15.06.2009 - 17.06.2009
The Ngorongoro Crater is cold. And unpronounceable. But mostly cold Especially when you are sleeping on the rim of it. But even when we finally descended into the crater it remained less than summery. Clouds covered the top, and occasional spitting rain added to the chilliness. Everybody else took the path of least resistance and remained seated in the car wrapped in as many clothes as they had and then covered in sleeping bags, whilst i mostly stood with my head sticking out of the roof wondering why on earth I didn't think to bring a woolly hat and gloves to Equatorial Africa...
Looking into the crater from the top of the access road (above) and the brilliantly Mohicaned Secretary birds (below)
I enjoyed being in the Crater (pronounced roughly Nuh-goron-goro), but I must admit that I don't think it was quite what I expected. What I was expecting of the worlds largest uncovered Caldera, I am not sure, but not quite what I saw. But it was also a pretty fruitful few hours: There seemed to be lions almost everywhere, and we saw several prides as well as several mothers with their young. There were the inevitable zebras, buffalo's, wildebeest, ostriches and antelope (including an Eland, the largest antelope in the world) plus some flamingos on the lake, hippos in a couple of the pools, birds of varying sizes and colours in the grass and large male elephants on the plains. We also saw a large black Rhino – admittedly in the distance – which was surprisingly hard to spot on the grassy plains, partially due to the proliferation of other large, dark animals such as buffalo which from a distance look very similar. But it mean't (for those people with tick boxes who keep track of such things) that for the second time in 2weeks, i had seen the 'big 5' on tour. Well whop-adee-doo.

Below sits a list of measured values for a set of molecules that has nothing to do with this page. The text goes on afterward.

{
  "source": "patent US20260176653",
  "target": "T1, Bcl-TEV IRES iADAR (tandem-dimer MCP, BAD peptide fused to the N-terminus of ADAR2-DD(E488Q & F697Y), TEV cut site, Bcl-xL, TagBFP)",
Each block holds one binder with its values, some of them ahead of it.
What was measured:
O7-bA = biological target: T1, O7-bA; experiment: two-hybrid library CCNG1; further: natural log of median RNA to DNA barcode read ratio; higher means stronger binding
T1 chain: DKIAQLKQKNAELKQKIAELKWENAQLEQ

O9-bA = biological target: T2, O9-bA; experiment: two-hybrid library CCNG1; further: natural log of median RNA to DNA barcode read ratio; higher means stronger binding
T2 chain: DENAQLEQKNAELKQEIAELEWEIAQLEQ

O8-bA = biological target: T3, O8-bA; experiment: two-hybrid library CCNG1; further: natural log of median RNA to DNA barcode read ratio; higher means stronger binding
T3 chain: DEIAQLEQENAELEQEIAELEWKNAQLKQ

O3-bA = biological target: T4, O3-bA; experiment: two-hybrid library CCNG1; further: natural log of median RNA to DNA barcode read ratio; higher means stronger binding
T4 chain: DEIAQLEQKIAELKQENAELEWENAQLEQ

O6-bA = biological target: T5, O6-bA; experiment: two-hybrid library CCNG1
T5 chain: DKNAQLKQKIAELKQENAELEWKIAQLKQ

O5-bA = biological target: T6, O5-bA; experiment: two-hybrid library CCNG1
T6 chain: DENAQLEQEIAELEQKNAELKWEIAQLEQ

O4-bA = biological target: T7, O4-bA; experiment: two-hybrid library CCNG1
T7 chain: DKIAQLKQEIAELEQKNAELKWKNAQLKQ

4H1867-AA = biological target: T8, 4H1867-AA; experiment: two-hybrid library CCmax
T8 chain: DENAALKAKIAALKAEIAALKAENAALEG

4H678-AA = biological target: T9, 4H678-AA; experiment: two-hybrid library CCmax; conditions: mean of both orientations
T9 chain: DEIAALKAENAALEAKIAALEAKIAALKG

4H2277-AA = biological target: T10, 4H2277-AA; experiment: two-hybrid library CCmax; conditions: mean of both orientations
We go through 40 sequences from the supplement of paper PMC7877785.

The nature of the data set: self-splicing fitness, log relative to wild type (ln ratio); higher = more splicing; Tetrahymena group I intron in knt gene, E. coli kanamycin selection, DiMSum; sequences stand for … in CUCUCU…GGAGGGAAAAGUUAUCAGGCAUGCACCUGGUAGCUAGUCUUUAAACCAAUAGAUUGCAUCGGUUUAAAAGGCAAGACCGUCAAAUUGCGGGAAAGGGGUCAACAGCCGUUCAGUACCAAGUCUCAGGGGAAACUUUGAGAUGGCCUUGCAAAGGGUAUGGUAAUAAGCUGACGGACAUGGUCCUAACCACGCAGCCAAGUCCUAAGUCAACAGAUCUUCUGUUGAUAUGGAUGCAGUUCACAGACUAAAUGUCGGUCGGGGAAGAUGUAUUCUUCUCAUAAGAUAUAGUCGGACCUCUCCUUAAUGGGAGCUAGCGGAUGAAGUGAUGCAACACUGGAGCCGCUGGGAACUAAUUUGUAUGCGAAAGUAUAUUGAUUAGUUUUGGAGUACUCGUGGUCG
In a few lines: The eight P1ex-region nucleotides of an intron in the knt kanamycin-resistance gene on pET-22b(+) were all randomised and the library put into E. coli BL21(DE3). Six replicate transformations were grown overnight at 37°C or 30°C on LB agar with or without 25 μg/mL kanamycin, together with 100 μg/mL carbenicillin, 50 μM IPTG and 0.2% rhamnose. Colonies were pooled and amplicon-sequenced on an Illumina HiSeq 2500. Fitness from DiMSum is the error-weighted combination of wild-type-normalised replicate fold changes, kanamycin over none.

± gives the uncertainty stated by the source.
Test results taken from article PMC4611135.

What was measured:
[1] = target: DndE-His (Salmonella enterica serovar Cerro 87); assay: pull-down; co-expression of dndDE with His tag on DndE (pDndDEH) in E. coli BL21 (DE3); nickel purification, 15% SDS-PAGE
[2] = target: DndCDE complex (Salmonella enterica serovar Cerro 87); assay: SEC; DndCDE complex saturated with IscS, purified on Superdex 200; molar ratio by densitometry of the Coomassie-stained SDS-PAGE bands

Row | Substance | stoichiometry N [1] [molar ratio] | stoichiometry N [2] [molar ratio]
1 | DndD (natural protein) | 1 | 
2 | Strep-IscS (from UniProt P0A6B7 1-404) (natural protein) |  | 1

Wildebeest on the plain, and a hippo – they really do have fantastic ears – in one of the pools (above), and a couple of shots of a Lioness and her two cubs (below)
In a final small twist, we stopped for lunch in an area known to be frequented for it's serval monkeys. Inevitably, after a few minutes a few inquiring animals started jumping around near the car and heading into the tree. With the roof fully open we were an easy target, and so our guide, Simbo, stood up to try and dissuade them from attempting to enter that way. Sadly though he hadn't fully shut the drivers door, and whilst two sat in the tree ready to pounce, one enterprising monkey shot under the car, opened the door and grabbed a sandwich from Simbos pack before retreating high into the tree to enjoy his bounty. We then watched amused as the monkey unwrapped the cling-film, and happily munched away without sharing with any of his co-conspirators. When he finished, he sauntered down from the tree, nonchalantly dropped the empty cling-film on the cars bonnet and ambled off back into the forest.
And thus the tour was over bar the drive back, during which everybody else pretty much slept solidly. Back in Arusha, I sadly got to confirm that the Arusha Backpackers fully deserves it's poor reputation. The rooftop bar/restaurant is nice, but everything else is pretty bad. I have honestly slept in more salubrious hedges. I was already disliking it intently and cursing the hostel before I had one of my most miserable nights of recent years. Details aren't necessary. And with that it was 7hours or so of bouncing back to Nairobi, on a broken folding seat and surrounded by, almost inevitably, Finnish girls. Tomorrow I return to having things shoved up my arse. Such fun.